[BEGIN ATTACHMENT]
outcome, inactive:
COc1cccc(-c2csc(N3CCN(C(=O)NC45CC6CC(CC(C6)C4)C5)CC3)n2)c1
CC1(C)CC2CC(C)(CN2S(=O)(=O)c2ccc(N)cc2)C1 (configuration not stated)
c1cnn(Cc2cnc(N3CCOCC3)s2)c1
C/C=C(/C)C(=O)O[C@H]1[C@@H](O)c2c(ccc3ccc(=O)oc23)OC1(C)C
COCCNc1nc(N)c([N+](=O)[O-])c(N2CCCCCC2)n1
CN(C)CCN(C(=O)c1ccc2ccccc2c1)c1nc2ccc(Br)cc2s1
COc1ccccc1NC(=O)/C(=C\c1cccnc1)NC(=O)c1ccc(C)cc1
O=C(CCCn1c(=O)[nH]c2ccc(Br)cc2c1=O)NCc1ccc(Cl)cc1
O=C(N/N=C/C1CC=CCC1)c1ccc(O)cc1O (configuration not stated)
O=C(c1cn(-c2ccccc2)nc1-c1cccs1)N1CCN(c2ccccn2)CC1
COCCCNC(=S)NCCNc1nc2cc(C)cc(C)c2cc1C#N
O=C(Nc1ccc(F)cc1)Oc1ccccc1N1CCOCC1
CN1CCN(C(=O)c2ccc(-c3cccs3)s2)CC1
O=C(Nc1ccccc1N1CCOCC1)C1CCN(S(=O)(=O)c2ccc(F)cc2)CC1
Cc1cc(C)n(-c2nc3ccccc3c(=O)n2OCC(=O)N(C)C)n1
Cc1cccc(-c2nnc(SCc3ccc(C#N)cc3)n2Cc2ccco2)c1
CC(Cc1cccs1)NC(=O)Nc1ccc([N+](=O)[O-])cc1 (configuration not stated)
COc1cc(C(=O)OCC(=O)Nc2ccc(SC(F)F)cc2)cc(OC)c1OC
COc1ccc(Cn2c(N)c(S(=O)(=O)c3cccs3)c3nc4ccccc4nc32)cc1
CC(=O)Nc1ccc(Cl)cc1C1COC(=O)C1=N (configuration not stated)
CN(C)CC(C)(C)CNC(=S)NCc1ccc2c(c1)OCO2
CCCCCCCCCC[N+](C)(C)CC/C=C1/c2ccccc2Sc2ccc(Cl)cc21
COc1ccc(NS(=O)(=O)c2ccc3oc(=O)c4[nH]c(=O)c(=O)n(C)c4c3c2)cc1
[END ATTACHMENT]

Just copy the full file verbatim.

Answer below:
outcome, inactive:
COc1cccc(-c2csc(N3CCN(C(=O)NC45CC6CC(CC(C6)C4)C5)CC3)n2)c1
CC1(C)CC2CC(C)(CN2S(=O)(=O)c2ccc(N)cc2)C1 (configuration not stated)
c1cnn(Cc2cnc(N3CCOCC3)s2)c1
C/C=C(/C)C(=O)O[C@H]1[C@@H](O)c2c(ccc3ccc(=O)oc23)OC1(C)C
COCCNc1nc(N)c([N+](=O)[O-])c(N2CCCCCC2)n1
CN(C)CCN(C(=O)c1ccc2ccccc2c1)c1nc2ccc(Br)cc2s1
COc1ccccc1NC(=O)/C(=C\c1cccnc1)NC(=O)c1ccc(C)cc1
O=C(CCCn1c(=O)[nH]c2ccc(Br)cc2c1=O)NCc1ccc(Cl)cc1
O=C(N/N=C/C1CC=CCC1)c1ccc(O)cc1O (configuration not stated)
O=C(c1cn(-c2ccccc2)nc1-c1cccs1)N1CCN(c2ccccn2)CC1
COCCCNC(=S)NCCNc1nc2cc(C)cc(C)c2cc1C#N
O=C(Nc1ccc(F)cc1)Oc1ccccc1N1CCOCC1
CN1CCN(C(=O)c2ccc(-c3cccs3)s2)CC1
O=C(Nc1ccccc1N1CCOCC1)C1CCN(S(=O)(=O)c2ccc(F)cc2)CC1
Cc1cc(C)n(-c2nc3ccccc3c(=O)n2OCC(=O)N(C)C)n1
Cc1cccc(-c2nnc(SCc3ccc(C#N)cc3)n2Cc2ccco2)c1
CC(Cc1cccs1)NC(=O)Nc1ccc([N+](=O)[O-])cc1 (configuration not stated)
COc1cc(C(=O)OCC(=O)Nc2ccc(SC(F)F)cc2)cc(OC)c1OC
COc1ccc(Cn2c(N)c(S(=O)(=O)c3cccs3)c3nc4ccccc4nc32)cc1
CC(=O)Nc1ccc(Cl)cc1C1COC(=O)C1=N (configuration not stated)
CN(C)CC(C)(C)CNC(=S)NCc1ccc2c(c1)OCO2
CCCCCCCCCC[N+](C)(C)CC/C=C1/c2ccccc2Sc2ccc(Cl)cc21
COc1ccc(NS(=O)(=O)c2ccc3oc(=O)c4[nH]c(=O)c(=O)n(C)c4c3c2)cc1